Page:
We consulted several handbooks and fieldguides about this bird. According to our observations, the plates of this bird are not entirely accurate (1-7); there is a white point to the black tip of the bill. Only two books demonstrated this feature (1,4). The bill colour is more orange than Greater Crested Tern but all the plates illustrated it as yellow (as in Greater Crested Tern) except duPont (5).

Note: Under a different spelling system, Matzu may be spelled as Matsu and Liangchiang as Lian-jiang.

References

  1. Robson, C. (2000) A field guide to the birds of south-east Asia. New Holland: UK.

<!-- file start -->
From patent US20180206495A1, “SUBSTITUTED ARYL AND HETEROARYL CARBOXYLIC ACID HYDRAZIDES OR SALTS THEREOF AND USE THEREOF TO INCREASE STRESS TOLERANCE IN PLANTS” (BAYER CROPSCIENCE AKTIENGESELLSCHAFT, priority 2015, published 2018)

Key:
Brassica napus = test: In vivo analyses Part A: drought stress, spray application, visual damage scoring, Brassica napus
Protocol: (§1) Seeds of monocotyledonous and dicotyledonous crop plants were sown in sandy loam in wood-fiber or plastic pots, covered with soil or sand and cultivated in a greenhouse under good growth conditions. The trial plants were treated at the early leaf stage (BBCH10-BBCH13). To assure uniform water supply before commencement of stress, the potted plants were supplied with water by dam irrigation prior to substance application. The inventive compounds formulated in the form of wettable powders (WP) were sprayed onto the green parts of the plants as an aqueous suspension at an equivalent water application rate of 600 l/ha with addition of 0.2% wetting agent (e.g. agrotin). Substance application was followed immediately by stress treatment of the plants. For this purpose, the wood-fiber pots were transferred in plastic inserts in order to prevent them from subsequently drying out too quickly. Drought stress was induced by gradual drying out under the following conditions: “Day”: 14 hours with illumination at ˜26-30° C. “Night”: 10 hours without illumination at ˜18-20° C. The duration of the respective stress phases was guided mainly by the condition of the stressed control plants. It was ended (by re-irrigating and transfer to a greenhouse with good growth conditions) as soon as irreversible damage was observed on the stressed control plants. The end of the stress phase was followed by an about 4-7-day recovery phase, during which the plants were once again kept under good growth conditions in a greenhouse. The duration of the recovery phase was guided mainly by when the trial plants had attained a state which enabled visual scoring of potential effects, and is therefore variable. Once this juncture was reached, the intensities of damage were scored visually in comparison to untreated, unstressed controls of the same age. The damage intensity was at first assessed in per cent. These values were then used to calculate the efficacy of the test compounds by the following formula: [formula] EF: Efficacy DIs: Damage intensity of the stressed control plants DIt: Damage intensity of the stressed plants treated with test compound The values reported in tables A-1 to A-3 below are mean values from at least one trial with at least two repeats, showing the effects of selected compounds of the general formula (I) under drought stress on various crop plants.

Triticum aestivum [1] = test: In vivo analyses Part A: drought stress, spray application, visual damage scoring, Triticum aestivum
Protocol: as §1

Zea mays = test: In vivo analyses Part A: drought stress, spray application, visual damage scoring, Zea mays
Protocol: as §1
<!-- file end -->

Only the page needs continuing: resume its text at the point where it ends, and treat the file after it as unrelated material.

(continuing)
2. Viney, C, Phillipps, K., and Lam, C.Y. (1996) Birds of Hong Kong and South China. Hong Kong.
  3. del Hoyo, J., Elliot, A., and Sargata, J. eds (1996) Handbook of the Birds of the World, Vol 3, Hoatzin to Auks. Lynx Edicions, Barcelona: Spain.
  4. Harrison, P. (1983) Seabirds, an identification guide. Houghton Mifflin, Boston, USA.
  5. duPont, J.E. (1971) Philippine Birds. Delaware Museum of Natural History, Greenville: USA.
  6. Lekagul, B., and Round, P.D. (1991) A Guide to the Birds of Thailand. Bangkok: Thailand.
  7. Sonobe, K. and Usui S. eds (1993) A field guide to the water birds of Asia. Wild Bird Society of Japan. Tokyo: Japan.

See Sales for prices and availability of Bulletin past issues
Return to Bulletin index